Thursday, April 4, 2013

I Don't Do Bubbly

   I recently had a customer who came through my line and insisted that I was in a bad mood. I smiled at the man, and asked him how his day was, but my smile must not have been big enough, because the first thing out of his mouth was "Oh, it's been one of those days hasn't it? It's okay, you don't have to act happy for me."
  Now, I do admit, that due to the fact that we are required to smile at people when we greet them, that I do smile a lot more than normal while I am at work. And probably, that smile can seem a bit forced, especially at the end of a shift when I have been grinning like a lunatic for eight fricken hours at people who can't even
read my name tag, and insist on calling me Mary or Maria instead of Marie, but that actually doesn't mean that I am having a bad day. It just means my face hurts. Smiling may not take as much muscle movement as frowning, but try smiling for a long period of time and tell me what makes your face feel more sore. It's not going to be frowning.
   Anyway, I explained to this customer that I was fine and nothing was wrong, but he continued to insist that I was unhappy,  and I began to feel that pissy feeling: anger on a slow burn. I don't like people telling me how I feel. I am not one of those chicks who say they are fine but really, they are hoping you will press the issue. If I say I'm fine, I mean I'm fine. Don't continue to ask me twenty more times, "What's really wrong? You can tell me." No. If sometime was really wrong, and I didn't tell you the first time you asked, then I don't want you to know. It's not your business; it's my business.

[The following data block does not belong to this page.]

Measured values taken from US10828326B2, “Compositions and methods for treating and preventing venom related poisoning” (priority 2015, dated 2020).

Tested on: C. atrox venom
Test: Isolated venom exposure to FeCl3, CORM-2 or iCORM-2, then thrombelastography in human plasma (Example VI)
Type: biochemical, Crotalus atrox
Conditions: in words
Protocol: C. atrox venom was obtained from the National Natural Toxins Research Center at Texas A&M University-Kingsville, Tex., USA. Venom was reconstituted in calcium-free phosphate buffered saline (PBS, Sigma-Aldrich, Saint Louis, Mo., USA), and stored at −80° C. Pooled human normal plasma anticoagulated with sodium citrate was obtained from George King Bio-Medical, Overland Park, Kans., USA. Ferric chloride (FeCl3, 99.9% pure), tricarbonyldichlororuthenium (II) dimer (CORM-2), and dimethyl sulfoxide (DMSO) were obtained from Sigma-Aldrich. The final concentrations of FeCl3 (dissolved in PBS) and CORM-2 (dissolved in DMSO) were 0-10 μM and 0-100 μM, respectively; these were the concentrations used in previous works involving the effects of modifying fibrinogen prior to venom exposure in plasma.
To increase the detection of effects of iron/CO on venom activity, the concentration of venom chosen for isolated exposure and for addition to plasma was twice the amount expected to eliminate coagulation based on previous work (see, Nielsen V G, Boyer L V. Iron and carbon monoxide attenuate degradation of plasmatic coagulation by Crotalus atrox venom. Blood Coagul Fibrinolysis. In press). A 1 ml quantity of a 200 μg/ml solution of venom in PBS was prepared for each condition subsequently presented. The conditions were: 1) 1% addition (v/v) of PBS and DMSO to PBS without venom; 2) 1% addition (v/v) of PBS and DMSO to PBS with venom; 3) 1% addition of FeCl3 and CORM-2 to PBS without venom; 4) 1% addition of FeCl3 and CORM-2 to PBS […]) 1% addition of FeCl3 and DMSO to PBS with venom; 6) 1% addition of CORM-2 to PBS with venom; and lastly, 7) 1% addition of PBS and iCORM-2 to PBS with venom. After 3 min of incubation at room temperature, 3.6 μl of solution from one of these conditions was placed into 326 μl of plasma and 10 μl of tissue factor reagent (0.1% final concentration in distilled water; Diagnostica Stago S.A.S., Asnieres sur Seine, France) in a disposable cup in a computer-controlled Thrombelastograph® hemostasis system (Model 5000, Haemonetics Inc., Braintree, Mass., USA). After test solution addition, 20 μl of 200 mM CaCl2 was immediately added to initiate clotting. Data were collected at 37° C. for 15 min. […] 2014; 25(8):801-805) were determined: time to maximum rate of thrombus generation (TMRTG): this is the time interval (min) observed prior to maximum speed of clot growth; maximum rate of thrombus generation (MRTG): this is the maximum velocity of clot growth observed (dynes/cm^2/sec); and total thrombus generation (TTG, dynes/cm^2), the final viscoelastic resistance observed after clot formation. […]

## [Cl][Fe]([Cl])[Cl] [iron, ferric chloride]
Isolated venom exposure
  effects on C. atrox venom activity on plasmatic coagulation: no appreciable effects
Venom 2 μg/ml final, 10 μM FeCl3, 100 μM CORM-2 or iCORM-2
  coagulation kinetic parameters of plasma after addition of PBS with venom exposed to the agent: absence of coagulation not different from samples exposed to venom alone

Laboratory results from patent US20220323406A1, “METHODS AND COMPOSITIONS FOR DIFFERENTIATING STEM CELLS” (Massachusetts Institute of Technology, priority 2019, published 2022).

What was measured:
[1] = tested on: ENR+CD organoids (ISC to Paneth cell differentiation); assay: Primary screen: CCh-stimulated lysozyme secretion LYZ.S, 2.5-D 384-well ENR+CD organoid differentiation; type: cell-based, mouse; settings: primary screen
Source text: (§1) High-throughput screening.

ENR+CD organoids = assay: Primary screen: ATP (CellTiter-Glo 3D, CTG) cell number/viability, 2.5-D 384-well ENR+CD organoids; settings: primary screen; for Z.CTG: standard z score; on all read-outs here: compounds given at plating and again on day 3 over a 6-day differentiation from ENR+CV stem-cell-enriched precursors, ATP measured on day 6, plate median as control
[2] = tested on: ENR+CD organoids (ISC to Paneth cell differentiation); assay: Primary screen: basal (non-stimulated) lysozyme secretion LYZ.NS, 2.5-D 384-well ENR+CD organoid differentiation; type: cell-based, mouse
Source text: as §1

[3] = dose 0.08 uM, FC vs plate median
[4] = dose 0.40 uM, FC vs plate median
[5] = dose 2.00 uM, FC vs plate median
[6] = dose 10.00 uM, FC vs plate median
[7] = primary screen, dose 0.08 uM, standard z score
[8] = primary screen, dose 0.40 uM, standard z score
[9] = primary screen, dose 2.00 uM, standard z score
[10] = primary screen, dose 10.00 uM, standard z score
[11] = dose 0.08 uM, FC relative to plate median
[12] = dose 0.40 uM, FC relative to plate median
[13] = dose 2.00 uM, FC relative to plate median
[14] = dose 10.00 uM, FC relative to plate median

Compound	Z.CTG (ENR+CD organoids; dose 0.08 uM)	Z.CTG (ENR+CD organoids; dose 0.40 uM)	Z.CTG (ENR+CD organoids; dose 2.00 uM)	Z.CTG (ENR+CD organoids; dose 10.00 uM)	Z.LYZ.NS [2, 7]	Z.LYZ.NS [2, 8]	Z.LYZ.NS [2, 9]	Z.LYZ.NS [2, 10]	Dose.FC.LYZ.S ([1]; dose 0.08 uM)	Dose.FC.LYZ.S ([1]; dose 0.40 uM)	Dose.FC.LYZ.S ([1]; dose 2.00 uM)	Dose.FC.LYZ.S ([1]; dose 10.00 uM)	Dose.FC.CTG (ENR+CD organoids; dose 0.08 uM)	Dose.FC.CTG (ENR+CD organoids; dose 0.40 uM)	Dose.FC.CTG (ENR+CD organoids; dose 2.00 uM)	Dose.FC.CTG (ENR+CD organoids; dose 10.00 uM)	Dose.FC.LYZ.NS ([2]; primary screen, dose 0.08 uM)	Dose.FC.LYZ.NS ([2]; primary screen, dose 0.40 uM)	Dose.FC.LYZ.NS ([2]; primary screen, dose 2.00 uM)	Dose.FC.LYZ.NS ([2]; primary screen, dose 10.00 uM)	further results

But there truly was nothing wrong this day, and I do believe that I had given this man a decent smile. But he argued that I just didn't seem 'happy enough'. Well, what is happy enough? That's what I want to know.
    This, of course, flashed me back to another time, with another company, when I was getting my yearly review. This company reviewed you on a point system. Getting a one would probably mean that you needed to start looking for another job, and fast, and getting a five meant that you were a company superstar. As I sat there getting my review, I was pretty damn pleased to get a four, until I heard the manager's reason for not giving me a five. "You need to be more bubbly, Marie," he said, "You need to smile and laugh a lot more. Customers like you, but you would be more approachable if you have a little more bounce to your step."
   Are you kidding me? I don't bubble. And it isn't like I am running around holding a bloody axe, waiting for my next victim. I am, by nature, a quiet person. I wouldn't know how to bubble if my life depended on it. My favorite color is black, the music I listen to is mostly comprised of metal and angry women, I hate pink and little yippie purse dogs, and I don't like people touching me. This doesn't mean that I give bad customer service. This means that the person representing your company doesn't look and act like Bimbo Barbie. This is a good thing. I may not bubble, but no short-change conman is gonna pull shit with me. Who would you prefer handling the company's money?

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